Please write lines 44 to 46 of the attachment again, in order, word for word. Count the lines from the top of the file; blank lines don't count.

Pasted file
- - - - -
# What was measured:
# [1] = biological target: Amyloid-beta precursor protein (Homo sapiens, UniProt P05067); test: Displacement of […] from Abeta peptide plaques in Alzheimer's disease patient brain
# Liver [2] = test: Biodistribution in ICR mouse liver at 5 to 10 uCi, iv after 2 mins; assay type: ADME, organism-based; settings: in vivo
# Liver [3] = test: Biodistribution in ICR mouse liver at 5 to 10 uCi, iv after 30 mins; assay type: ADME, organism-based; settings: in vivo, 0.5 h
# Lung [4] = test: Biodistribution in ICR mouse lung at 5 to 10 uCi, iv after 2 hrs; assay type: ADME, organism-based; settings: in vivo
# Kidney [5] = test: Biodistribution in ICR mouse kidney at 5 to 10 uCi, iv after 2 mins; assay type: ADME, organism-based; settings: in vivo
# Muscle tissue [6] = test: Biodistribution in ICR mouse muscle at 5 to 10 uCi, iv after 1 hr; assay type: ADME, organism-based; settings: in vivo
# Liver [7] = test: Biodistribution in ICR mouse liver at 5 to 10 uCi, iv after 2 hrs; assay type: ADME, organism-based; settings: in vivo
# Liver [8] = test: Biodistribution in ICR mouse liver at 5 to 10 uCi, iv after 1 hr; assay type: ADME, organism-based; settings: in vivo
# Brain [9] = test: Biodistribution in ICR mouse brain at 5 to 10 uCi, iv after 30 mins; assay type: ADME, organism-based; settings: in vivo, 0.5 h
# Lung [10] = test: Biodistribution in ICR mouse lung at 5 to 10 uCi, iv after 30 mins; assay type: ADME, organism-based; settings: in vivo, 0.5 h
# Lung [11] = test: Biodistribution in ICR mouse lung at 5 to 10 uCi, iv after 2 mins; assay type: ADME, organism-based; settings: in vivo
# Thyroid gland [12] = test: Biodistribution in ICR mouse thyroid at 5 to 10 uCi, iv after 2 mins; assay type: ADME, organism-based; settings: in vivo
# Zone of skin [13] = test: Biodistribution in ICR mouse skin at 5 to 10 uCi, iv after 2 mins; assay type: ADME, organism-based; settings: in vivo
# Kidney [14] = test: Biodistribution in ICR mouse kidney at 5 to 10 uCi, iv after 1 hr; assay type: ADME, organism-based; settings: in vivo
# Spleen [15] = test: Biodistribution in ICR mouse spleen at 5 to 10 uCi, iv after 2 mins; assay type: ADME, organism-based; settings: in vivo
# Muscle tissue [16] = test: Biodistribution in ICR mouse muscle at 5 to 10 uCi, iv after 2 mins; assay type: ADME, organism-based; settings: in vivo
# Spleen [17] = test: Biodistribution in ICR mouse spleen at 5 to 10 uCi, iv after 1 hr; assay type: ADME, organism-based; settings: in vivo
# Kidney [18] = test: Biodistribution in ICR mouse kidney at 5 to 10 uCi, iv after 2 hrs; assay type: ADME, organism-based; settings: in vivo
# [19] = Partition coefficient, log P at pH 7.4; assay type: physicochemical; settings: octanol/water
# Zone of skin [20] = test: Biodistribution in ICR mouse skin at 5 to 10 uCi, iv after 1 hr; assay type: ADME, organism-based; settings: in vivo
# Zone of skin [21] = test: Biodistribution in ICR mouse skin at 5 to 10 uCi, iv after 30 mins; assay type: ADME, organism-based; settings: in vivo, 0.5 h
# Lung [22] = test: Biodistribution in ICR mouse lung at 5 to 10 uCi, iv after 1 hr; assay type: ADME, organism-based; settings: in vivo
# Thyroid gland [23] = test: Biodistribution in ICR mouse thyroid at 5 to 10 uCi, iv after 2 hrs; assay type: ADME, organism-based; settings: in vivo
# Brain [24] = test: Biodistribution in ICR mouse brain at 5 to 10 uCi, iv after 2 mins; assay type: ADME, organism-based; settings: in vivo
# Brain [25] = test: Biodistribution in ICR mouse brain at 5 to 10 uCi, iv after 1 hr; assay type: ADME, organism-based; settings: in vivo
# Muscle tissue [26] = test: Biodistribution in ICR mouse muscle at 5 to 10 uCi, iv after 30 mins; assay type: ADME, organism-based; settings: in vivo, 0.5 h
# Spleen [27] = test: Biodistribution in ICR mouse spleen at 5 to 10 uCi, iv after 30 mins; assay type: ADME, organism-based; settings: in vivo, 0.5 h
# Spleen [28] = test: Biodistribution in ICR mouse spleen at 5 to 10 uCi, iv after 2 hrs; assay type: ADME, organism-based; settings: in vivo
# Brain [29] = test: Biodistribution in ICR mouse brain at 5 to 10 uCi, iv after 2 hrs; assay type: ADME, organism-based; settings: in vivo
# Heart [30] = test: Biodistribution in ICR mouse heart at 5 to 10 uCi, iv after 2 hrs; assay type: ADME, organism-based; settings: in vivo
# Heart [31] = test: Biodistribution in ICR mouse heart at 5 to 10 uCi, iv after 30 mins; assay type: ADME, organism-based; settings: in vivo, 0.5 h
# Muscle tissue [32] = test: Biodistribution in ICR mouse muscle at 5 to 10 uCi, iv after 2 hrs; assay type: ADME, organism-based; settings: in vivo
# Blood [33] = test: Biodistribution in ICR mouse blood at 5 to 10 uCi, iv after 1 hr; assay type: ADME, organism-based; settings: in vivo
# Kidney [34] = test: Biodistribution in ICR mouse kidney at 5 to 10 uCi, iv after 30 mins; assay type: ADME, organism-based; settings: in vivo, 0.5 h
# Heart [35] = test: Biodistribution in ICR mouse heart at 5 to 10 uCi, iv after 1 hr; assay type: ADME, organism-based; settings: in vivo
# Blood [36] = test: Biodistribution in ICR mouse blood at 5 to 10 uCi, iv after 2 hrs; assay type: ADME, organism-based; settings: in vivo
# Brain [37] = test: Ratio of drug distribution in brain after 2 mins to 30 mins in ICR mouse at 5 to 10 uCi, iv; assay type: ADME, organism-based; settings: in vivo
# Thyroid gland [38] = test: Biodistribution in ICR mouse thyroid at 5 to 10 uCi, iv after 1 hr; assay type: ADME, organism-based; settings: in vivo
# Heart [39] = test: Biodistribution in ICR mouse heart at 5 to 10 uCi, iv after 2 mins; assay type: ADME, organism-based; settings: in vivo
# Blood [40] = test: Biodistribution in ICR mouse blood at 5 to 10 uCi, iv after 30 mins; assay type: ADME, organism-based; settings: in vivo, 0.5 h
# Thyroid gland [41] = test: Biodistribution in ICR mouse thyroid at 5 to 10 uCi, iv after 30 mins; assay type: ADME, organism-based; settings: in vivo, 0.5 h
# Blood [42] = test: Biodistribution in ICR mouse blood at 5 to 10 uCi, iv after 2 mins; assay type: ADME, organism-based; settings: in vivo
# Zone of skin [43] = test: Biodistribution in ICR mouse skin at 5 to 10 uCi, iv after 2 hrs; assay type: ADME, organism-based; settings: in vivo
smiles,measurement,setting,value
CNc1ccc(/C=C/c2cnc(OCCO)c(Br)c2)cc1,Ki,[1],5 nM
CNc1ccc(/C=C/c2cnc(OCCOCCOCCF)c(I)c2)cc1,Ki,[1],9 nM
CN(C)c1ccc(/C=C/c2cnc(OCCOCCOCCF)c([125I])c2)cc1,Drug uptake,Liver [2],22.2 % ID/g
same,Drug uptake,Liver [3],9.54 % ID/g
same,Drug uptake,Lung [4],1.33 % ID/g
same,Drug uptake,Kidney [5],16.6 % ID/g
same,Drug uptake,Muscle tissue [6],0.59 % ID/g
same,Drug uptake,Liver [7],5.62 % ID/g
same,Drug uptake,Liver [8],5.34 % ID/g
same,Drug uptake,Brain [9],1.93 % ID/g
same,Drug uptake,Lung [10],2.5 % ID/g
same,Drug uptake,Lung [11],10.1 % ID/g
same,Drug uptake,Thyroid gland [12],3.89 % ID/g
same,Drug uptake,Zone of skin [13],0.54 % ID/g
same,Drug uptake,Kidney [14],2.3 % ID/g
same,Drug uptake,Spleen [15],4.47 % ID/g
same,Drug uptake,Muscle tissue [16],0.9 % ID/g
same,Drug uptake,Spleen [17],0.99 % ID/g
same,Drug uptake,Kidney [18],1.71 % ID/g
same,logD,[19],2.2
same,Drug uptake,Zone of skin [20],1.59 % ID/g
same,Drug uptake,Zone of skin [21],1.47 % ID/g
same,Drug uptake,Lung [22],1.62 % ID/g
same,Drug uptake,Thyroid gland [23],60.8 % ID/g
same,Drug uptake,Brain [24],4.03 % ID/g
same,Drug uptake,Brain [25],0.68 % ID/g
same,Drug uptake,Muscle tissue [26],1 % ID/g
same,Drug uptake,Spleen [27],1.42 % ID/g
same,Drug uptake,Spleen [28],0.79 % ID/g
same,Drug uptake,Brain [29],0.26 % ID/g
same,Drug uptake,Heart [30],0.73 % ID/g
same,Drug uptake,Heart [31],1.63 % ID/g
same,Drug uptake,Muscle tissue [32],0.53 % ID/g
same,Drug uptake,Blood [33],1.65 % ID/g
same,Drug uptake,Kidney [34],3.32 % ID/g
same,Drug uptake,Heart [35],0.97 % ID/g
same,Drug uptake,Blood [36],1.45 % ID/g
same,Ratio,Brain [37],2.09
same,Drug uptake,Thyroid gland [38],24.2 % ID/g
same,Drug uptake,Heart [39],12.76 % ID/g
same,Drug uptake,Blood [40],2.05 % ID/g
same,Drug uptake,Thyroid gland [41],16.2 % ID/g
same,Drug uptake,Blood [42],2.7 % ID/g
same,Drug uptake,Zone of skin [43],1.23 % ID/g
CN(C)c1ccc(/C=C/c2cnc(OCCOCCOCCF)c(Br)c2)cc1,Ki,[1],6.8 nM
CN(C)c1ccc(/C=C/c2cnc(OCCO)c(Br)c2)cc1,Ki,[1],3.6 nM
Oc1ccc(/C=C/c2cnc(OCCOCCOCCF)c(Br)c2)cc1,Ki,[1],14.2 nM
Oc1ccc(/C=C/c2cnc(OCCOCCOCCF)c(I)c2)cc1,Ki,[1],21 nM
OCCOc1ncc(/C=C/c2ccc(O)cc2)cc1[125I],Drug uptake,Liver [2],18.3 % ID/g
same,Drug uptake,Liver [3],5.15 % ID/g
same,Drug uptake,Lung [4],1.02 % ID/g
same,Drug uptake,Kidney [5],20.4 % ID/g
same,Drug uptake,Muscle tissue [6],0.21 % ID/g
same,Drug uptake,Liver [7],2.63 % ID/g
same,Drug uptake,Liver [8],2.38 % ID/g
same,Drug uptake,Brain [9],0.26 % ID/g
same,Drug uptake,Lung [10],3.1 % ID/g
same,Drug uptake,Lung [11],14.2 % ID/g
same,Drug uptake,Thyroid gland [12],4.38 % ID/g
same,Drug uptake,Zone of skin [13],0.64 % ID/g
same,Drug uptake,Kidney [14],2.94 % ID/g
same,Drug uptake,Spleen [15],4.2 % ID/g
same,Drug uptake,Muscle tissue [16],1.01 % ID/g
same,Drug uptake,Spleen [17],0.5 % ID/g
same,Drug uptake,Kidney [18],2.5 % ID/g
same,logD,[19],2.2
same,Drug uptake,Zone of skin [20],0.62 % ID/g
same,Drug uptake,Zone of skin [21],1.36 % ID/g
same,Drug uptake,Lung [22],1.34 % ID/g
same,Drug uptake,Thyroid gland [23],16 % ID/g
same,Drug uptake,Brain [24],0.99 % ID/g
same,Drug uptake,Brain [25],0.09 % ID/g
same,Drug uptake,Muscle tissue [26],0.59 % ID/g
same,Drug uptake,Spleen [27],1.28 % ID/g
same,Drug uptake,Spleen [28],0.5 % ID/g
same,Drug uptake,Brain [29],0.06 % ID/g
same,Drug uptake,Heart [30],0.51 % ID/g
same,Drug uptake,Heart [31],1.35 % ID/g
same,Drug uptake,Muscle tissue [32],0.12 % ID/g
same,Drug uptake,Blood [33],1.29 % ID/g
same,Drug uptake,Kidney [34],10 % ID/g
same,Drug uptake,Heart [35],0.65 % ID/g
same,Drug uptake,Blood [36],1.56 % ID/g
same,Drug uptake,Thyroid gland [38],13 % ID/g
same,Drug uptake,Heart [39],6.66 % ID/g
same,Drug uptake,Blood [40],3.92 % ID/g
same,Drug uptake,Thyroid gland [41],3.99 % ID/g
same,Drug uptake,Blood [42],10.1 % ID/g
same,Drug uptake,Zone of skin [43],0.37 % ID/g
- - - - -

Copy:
# Zone of skin [43] = test: Biodistribution in ICR mouse skin at 5 to 10 uCi, iv after 2 hrs; assay type: ADME, organism-based; settings: in vivo
smiles,measurement,setting,value
CNc1ccc(/C=C/c2cnc(OCCO)c(Br)c2)cc1,Ki,[1],5 nM